The regional component is also critical to the U.S. militarization agenda. Washington wants to block any further integration, while also checking the growing influence of China and other non-western actors who are increasingly penetrating the region thro-ugh investments. Essentially, the U.S. is doing in the Americas,  what it is doing in Africa, the Middle East, and the Asia-Pacific regions: using its military to block  independent development.  

Perhaps  this is an unavoidable  part of imperialism. Perhaps it is indicative of an Empire’s waning  influence and its desperate  attempt to  recapture lost  spheres of influence. However one interprets its motives, the U.S. is unmistakably consolidatingits military  power in Latin  America. Whether  this  allows the Empire to  reassert control, or is simply a doomed  attempt at  reestablishing hegemony,  only time will tell.

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Kerry ‘Convinced’ of Need for Syria Ground Invasion

Image result for john kerry cartoons

U.S. Secretary of State John Kerry

"There will need to be people on the ground. I am convinced there will be at the app-ropriate moment,” said the U.S. Secretary of State.
U.S. Secretary of State John Kerry hinted that a ground invasion of Syria was forth- coming, but that U.S. troops would not play a part.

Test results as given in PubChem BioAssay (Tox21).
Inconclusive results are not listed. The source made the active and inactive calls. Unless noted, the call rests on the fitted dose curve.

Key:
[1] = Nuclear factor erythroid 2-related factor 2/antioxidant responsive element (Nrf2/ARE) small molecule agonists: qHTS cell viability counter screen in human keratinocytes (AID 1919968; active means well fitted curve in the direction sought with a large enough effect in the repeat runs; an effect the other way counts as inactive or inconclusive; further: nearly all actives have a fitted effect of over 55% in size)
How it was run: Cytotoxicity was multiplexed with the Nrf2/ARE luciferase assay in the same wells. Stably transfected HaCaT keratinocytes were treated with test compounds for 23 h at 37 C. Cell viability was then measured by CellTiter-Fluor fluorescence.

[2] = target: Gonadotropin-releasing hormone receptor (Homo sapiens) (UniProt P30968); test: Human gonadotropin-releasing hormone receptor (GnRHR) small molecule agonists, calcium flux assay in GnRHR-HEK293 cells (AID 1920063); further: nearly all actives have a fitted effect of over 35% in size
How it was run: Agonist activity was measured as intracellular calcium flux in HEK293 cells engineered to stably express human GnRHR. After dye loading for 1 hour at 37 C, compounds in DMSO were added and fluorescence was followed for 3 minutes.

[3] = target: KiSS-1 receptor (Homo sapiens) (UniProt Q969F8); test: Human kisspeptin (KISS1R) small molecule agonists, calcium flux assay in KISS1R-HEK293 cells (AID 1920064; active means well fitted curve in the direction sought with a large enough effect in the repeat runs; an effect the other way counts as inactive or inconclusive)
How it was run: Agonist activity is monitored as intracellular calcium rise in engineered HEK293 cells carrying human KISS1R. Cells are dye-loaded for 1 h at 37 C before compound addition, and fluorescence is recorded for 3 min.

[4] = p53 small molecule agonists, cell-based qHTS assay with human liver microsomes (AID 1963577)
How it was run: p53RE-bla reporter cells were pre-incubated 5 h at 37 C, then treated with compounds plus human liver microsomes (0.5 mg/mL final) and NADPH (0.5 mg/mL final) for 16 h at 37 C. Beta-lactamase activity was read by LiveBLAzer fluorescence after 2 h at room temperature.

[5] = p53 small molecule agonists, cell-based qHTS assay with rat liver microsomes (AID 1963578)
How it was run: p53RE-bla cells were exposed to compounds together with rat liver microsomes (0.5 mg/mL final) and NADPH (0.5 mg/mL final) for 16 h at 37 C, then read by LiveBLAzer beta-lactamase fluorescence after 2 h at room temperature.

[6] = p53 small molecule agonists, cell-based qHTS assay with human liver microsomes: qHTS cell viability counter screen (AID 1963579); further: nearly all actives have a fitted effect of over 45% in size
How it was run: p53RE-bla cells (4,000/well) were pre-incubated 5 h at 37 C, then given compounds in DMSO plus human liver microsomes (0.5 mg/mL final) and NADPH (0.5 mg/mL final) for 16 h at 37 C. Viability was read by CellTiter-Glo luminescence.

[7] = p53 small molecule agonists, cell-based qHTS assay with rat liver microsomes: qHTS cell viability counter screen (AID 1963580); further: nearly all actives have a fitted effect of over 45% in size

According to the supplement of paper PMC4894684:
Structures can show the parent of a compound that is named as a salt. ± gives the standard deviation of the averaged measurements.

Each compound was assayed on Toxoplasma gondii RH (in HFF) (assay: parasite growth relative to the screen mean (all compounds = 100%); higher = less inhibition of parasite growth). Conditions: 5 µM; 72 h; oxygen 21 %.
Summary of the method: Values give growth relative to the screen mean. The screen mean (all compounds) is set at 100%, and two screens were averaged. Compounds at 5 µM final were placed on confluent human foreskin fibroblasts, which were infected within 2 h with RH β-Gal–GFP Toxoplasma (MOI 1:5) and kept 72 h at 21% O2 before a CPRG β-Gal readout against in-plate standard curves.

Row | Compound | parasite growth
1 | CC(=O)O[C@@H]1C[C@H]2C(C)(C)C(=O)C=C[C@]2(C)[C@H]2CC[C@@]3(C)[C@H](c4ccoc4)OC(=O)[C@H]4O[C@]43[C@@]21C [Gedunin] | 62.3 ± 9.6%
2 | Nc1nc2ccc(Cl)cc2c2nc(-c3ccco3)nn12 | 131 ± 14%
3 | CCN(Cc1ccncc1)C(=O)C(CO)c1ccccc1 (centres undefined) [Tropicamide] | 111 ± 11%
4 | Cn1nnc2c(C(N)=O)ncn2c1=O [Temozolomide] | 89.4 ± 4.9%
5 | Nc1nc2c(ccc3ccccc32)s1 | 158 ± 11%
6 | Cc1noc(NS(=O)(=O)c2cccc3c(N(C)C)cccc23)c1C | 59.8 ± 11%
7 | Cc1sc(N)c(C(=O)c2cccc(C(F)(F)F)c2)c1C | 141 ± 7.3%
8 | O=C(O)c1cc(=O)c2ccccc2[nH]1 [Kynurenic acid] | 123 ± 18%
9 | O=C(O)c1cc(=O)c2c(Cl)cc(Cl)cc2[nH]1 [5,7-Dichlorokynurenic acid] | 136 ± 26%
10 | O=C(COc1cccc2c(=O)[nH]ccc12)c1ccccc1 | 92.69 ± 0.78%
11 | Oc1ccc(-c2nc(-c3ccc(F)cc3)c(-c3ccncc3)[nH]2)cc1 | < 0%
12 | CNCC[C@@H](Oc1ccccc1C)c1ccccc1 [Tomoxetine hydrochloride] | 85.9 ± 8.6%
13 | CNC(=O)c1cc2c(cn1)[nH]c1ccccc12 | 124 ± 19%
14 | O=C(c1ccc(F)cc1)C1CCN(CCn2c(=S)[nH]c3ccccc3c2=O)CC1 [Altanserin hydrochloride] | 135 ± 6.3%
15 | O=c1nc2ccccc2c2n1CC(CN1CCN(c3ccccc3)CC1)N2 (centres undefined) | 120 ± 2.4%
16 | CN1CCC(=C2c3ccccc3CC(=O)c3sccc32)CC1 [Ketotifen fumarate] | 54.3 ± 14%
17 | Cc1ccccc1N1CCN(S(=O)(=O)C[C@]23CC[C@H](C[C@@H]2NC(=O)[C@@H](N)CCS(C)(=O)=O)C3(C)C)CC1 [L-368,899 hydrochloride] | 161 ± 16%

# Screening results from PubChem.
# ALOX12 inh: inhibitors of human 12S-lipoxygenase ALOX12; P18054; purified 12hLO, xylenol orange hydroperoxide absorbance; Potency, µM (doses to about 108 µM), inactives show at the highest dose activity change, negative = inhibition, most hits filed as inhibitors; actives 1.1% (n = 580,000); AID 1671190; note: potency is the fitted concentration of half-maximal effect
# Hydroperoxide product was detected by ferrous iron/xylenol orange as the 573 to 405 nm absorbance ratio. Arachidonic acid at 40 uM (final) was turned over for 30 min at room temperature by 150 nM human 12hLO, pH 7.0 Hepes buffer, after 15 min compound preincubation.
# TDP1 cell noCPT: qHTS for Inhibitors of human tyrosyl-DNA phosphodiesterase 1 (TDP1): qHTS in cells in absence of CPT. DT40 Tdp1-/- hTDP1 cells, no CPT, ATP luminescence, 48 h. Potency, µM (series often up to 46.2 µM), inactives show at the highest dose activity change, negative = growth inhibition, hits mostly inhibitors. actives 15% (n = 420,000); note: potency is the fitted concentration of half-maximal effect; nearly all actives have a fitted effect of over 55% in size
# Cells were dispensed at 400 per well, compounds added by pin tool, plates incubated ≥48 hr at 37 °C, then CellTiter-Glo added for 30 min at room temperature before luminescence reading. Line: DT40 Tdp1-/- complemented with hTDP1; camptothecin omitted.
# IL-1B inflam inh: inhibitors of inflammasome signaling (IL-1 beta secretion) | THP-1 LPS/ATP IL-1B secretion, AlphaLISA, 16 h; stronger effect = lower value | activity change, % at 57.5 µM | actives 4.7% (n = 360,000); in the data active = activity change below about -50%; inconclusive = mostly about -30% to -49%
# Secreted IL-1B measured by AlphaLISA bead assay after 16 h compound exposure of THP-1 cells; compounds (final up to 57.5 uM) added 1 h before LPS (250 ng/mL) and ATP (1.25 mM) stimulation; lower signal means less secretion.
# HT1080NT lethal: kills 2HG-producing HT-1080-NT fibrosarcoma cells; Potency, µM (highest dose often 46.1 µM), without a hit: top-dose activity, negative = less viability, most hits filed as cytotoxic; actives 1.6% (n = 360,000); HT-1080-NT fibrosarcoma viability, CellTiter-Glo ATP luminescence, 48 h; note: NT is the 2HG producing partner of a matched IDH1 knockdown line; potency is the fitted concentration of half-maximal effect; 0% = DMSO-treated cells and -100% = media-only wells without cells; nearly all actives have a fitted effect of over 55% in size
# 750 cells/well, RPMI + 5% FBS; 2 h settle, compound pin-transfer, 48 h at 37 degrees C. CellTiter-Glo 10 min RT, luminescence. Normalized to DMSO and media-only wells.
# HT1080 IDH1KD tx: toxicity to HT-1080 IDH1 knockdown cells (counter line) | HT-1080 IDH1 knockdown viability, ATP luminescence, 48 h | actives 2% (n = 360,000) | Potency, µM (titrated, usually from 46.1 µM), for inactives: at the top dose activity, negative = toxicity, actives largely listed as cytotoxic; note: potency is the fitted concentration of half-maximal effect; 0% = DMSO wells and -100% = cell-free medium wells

Until now, the White House has been careful to avoid suggestions of U.S. soldiers on Syrian soil, instead coordinating an alliance of airstrikes in Syria and Iraq, purpo-rtedly against the Islamic State group.

RELATED: 10 Steps to Wean US Foreign Policy off Militarism

But in the interview with CNN,Kerry said that he believed the moment would arrive for Middle Eastern countries to send soldiers.

"We  are talking  about very  specific ways to do  that with  other countries in the region," he said. "There will need to be people on the  ground. I am convinced there will be at the appropriate moment.”

"The president has made it very clear that American troops are not part of that equ- ation," he added. "But I do know that there are others who are talking about it. There are people in the region who are capable of that."

The official declined to say which countries might partake in the ground operation.

Last week, the U.S. firmed up a  deal with Turkey to  start taking part in the fight against the Islamic State, after six months of resistance. Ankara announced its firstairstrikes on  neighboring  Syria  Saturday  using smart bombs without crossing into Syrian airspace.

However, Kurdish fighters allied with the leftist PKK guerrillas have accused Turkey of collaborating with the Islamic State.